Of course, not all arts education is created equal. As an organization committed to holistic human development, we know that process and approach matter. All that we do with our Apprentices (program participants) is rooted in our award-winning Human Development System, a concrete set of beliefs, values, and strategies to help individuals connect to their sense of purpose. Our unique, collective process is structured not only to make art fun and creative (though it certainly is) but also to serve as a vehicle for processing experiences, healing wounds, and navigating challenges. For youth facing violence and trauma, it becomes a therapeutic outlet, a chance to reconnect with a sense of control and personal power in an often chaotic world. For youth too frequently told, shown, and exposed to ideas of their own inadequacy, it becomes a powerful tool to rebuild a sense of self-worth and reconnect to the reality of their brilliance.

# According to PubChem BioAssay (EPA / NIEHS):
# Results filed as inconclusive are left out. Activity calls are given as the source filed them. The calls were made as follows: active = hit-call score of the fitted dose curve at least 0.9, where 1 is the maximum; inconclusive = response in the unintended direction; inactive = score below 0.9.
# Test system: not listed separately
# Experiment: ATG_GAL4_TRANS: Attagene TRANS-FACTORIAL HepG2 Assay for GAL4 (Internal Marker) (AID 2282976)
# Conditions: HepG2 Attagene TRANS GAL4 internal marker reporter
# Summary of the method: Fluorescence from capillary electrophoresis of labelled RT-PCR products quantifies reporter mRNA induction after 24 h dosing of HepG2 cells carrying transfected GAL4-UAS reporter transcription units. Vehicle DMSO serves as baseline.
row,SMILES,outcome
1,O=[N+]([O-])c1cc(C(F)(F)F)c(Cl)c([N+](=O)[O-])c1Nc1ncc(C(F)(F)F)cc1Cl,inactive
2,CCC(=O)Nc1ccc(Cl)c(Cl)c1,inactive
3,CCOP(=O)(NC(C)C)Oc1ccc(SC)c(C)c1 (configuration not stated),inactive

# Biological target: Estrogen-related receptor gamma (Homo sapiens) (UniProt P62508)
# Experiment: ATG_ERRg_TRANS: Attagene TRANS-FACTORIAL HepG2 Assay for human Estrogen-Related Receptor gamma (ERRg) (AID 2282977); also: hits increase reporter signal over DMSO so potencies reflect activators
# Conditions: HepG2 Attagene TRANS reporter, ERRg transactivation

The philanthropic community tends to operate in perpetual pursuit of silver bullets, hunting out promising outcomes and attempting to copy-and-paste the programs that create them into new environments and communities. We are very proud of our outcomes. In a city where the graduation rate for African-American males is well under 50 percent, for eight years in a row 100 percent of our Apprentices have graduated high school. And an external evaluation of our program found that 100 percent of program participants’ parents and guardians reported improved attitudes toward the future in their children. Still, we don’t claim the specifics of our programs or our artistic process to be any type of panacea. We have grown, developed, and innovated based on the specific needs and experiences of the community of which we are a part. That is why, rather than attempting to franchise or spread nationally, we are focused on reaching more of our target population in Washington, D.C.